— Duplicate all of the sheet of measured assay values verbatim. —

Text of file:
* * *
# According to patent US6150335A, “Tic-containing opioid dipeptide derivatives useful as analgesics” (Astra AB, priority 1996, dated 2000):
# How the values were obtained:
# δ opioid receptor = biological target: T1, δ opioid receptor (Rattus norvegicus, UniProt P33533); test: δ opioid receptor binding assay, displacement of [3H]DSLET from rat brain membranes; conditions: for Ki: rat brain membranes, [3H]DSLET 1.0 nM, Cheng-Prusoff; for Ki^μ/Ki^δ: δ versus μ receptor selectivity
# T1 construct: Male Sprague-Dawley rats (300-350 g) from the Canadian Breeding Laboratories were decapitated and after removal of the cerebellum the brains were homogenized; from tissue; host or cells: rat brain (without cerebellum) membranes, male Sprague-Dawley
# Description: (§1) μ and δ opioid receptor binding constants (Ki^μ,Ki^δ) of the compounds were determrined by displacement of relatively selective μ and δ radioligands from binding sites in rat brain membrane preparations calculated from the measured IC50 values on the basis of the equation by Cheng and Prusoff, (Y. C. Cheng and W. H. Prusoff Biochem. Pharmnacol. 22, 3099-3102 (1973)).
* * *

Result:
# According to patent US6150335A, “Tic-containing opioid dipeptide derivatives useful as analgesics” (Astra AB, priority 1996, dated 2000):
# How the values were obtained:
# δ opioid receptor = biological target: T1, δ opioid receptor (Rattus norvegicus, UniProt P33533); test: δ opioid receptor binding assay, displacement of [3H]DSLET from rat brain membranes; conditions: for Ki: rat brain membranes, [3H]DSLET 1.0 nM, Cheng-Prusoff; for Ki^μ/Ki^δ: δ versus μ receptor selectivity
# T1 construct: Male Sprague-Dawley rats (300-350 g) from the Canadian Breeding Laboratories were decapitated and after removal of the cerebellum the brains were homogenized; from tissue; host or cells: rat brain (without cerebellum) membranes, male Sprague-Dawley
# Description: (§1) μ and δ opioid receptor binding constants (Ki^μ,Ki^δ) of the compounds were determrined by displacement of relatively selective μ and δ radioligands from binding sites in rat brain membrane preparations calculated from the measured IC50 values on the basis of the equation by Cheng and Prusoff, (Y. C. Cheng and W. H. Prusoff Biochem. Pharmnacol. 22, 3099-3102 (1973)).